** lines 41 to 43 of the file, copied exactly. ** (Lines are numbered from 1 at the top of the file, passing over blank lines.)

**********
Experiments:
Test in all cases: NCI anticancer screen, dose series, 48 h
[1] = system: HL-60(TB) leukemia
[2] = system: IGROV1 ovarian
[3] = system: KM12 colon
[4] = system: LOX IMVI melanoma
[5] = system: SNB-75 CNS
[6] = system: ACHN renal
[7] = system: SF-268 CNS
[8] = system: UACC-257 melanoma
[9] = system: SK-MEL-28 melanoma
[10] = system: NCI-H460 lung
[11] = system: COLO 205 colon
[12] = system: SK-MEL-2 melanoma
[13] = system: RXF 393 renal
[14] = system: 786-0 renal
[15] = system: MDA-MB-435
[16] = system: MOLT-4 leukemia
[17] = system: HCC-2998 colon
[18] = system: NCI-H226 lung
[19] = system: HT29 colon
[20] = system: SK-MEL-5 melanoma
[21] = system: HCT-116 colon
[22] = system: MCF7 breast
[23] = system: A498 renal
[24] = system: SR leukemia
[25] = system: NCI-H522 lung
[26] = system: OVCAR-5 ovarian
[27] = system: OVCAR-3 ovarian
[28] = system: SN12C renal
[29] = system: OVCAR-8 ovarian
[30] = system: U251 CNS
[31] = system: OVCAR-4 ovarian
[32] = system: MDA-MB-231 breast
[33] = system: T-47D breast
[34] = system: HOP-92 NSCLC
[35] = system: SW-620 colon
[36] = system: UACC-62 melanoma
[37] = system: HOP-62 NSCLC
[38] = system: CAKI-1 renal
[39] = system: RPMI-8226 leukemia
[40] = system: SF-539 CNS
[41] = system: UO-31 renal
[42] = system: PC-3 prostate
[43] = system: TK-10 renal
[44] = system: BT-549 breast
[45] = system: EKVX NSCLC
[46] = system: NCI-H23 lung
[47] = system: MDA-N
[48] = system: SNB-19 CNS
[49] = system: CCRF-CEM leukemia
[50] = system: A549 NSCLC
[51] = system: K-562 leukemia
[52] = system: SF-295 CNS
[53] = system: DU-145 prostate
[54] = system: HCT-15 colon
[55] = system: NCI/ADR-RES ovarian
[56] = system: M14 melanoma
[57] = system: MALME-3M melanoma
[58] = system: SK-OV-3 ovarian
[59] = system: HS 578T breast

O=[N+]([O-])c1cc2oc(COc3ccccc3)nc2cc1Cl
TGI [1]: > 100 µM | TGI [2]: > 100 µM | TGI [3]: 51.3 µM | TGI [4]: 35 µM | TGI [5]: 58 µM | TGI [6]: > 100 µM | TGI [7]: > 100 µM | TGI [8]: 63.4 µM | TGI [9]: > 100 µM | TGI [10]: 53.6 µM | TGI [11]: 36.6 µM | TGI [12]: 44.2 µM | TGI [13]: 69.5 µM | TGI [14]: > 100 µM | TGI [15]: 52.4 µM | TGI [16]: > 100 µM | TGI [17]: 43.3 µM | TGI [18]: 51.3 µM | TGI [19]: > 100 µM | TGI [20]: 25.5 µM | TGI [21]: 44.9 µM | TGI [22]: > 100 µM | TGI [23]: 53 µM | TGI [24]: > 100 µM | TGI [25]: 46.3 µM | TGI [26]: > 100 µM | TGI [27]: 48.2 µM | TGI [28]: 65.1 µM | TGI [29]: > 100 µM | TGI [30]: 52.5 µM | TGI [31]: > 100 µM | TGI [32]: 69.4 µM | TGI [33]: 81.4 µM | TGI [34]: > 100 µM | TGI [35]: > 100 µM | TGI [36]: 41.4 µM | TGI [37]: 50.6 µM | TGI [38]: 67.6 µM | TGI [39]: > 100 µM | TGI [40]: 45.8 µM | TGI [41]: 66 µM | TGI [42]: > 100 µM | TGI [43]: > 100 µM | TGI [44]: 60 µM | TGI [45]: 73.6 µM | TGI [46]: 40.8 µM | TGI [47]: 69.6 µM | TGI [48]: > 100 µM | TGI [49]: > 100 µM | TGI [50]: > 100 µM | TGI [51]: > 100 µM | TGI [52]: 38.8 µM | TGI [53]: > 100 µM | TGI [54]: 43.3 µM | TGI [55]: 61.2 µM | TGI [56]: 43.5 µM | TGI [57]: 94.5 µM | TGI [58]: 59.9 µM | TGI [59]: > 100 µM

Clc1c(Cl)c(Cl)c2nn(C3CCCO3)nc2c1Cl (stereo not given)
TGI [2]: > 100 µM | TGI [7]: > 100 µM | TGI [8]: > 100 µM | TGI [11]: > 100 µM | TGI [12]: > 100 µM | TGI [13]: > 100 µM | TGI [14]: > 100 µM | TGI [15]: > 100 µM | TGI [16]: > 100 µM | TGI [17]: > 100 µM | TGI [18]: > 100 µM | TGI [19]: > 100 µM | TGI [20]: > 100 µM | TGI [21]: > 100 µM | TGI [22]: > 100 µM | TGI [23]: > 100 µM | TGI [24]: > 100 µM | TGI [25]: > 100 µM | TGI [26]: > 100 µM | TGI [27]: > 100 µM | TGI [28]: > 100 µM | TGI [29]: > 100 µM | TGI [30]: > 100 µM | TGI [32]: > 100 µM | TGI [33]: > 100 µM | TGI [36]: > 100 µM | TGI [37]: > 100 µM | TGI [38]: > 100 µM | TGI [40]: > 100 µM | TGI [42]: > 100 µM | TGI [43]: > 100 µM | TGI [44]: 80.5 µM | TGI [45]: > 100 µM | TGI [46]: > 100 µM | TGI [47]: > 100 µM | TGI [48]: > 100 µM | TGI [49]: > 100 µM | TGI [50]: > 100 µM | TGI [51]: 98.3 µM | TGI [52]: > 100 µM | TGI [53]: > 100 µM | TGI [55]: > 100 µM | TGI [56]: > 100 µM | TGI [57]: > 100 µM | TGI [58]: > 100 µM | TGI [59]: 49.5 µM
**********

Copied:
[39] = system: RPMI-8226 leukemia
[40] = system: SF-539 CNS
[41] = system: UO-31 renal